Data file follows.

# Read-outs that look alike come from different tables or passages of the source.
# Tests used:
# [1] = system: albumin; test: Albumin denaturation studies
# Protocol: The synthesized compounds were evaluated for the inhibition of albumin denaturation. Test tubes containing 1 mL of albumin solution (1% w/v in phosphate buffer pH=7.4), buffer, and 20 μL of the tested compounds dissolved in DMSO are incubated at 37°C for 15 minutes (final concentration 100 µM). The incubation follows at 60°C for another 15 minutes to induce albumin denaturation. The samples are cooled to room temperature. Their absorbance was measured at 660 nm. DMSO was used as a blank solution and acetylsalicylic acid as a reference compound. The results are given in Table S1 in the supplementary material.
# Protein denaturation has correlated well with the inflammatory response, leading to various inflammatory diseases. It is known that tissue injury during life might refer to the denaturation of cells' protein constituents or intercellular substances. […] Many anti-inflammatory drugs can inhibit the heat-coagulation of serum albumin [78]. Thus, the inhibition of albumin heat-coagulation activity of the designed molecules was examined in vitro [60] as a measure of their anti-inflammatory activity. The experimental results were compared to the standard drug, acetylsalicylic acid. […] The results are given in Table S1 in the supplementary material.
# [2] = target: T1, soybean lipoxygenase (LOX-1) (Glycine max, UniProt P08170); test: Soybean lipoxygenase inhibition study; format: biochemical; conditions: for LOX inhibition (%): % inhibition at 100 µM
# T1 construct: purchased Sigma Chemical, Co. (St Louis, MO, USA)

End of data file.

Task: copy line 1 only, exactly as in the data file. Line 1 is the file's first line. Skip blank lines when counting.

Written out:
# Read-outs that look alike come from different tables or passages of the source.